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Social Security trust funds and Grandma’s bed

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America is at a crossroads. There is a tug of war between maintaining certain safety nets for citizens (Medicare, Medicaid and Social Security) and pushing citizens toward self reliance.

Do we dig deeper to fund programs, or do we need to return to simpler lifestyles? Those are tough questions to sort out over the next election cycle.

A U.S. government annual report now estimates that Social Security trust funds will be exhausted in 2033, three years earlier than projected a year ago. To keep it going, the government will eventually have to raise taxes, cut benefits or borrow or print more money.

Whether reasons for the default lie with retiring Baby Boomers, debt, unemployment, the mortgage crises or people simply living longer, politicians and governments are wrangling with tough questions about the role of government in our lives.

This time around, we have a tug of war between maintaining certain safety nets for citizens (Medicare, Medicaid and Social Security) and pushing citizens toward self reliance. (All will have an impact on how farm policy is eventually written). So, do we dig deeper to fund programs, or move Grandma back in the house? Let me explain.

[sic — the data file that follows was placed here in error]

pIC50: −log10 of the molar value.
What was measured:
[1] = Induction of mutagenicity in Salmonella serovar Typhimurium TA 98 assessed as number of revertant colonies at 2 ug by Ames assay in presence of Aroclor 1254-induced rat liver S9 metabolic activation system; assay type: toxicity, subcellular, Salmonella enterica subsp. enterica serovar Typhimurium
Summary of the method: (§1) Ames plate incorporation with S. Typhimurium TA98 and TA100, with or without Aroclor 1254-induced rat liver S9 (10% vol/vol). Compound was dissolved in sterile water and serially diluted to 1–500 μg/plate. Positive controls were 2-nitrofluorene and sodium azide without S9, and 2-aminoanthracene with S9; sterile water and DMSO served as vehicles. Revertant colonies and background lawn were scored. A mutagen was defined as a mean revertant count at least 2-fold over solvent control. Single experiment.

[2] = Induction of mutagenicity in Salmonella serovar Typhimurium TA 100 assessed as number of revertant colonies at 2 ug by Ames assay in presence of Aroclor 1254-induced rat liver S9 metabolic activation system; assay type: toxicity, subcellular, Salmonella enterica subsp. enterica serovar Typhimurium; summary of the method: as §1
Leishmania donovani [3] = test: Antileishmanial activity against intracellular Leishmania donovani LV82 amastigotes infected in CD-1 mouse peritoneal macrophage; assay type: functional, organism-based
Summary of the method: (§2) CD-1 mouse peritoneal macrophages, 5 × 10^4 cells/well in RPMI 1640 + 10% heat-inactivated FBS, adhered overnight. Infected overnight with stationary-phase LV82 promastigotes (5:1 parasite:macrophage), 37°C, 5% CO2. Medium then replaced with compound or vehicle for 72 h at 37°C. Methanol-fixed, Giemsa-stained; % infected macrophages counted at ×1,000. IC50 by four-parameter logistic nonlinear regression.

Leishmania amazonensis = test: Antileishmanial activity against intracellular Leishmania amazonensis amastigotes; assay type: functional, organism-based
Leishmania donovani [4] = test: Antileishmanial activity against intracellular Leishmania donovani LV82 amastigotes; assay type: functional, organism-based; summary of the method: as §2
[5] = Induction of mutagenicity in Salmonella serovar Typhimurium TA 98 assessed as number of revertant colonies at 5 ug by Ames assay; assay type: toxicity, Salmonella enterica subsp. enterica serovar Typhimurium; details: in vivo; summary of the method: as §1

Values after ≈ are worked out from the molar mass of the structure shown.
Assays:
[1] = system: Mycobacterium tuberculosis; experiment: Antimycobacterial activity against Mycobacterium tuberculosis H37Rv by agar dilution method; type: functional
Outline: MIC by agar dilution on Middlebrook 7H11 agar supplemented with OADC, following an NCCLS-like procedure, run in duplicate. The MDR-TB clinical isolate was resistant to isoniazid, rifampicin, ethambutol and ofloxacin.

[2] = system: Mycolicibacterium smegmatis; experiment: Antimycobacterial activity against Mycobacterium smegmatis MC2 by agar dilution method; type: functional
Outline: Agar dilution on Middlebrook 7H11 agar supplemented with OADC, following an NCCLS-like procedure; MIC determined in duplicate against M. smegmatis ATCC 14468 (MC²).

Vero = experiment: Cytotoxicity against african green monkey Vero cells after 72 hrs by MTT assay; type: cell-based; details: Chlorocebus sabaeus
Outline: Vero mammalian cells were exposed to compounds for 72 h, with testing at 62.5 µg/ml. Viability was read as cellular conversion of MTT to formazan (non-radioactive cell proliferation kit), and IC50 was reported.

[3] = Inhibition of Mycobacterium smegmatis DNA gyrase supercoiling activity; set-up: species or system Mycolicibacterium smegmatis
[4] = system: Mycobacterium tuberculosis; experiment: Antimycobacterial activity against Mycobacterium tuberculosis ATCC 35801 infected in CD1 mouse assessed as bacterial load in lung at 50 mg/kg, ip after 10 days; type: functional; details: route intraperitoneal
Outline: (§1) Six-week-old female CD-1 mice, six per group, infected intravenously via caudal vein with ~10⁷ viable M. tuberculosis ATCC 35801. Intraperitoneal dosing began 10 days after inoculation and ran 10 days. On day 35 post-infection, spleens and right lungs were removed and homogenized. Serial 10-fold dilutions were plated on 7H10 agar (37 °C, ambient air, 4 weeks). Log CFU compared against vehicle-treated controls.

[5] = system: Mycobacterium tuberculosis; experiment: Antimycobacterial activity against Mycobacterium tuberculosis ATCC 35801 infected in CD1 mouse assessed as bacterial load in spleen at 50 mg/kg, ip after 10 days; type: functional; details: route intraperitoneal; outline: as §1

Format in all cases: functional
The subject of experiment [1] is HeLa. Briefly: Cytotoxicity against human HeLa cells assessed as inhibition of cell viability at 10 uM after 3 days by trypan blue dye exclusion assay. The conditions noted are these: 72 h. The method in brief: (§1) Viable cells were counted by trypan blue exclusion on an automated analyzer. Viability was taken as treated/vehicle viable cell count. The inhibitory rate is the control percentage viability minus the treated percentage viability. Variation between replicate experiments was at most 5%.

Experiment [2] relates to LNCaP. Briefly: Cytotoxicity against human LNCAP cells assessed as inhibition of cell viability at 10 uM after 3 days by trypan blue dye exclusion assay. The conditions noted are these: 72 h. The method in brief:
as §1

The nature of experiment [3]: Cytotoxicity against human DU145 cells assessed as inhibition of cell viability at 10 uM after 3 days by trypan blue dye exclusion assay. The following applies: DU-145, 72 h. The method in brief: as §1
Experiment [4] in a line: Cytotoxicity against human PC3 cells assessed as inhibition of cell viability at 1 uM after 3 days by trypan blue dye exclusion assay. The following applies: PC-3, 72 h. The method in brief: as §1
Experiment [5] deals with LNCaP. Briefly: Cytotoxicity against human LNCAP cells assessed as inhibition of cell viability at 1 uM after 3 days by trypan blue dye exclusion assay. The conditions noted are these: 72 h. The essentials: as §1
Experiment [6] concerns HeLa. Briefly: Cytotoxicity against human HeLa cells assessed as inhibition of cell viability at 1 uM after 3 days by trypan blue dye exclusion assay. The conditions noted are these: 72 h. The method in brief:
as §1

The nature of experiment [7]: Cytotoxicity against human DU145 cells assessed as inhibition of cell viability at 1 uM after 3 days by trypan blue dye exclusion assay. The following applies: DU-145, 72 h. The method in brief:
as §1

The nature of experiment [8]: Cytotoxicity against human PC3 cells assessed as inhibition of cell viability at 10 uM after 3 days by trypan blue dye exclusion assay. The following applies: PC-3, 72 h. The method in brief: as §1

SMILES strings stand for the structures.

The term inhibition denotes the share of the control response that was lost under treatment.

I’m old enough to remember the time when families simply didn’t need much  help from Uncle Sam. My father had an unwritten rule. If something looked like we couldn’t afford it, or afford to keep it up, we simply did not buy it or buy into it.

When my siblings and I complained about this oppressive frugality, my father, whose primary point of reference regarding household budgets was his survival of the Great Depression, would tell his favorite story about three generations of Robinsons living under one roof, in a four-room house with no air-conditioning. My father seemed almost proud of the fact that he had to sleep in the same bed with his grandmother and brother until he was 11.

Despite the ubiquitous cockleburs and coyotes, everything they needed could be found on their farm in east Texas. The most frivolous items in my father’s house were a ringer box telephone and Philco radio.

My father was a teenager when Social Security came along in the 1930s ostensibly to provide for the elderly and retired as the country tried to resuscitate itself from the Great Depression. Who would have thought it would turn into such a mess 80 years later?

Social Security no doubt has altered the landscape of American life. For one, it has allowed my mother to live independently of her children and grandchildren in the home where she has lived most of her life. That is a point of significant pride for her, a perk she richly, and rightly, deserves, especially for all the money she and Dad paid in.

But if future generations are denied Social Security, or have to pay so much in taxes that the benefit is erased or diminished, what will happen? Will government find a way to keep funding it? Or will we have to take a step back in time?

One day, will our children and grandchildren whisper “move over Grandma,” as they slip into their beds as night?

It probably won’t come to that. But it’s something to think about. 

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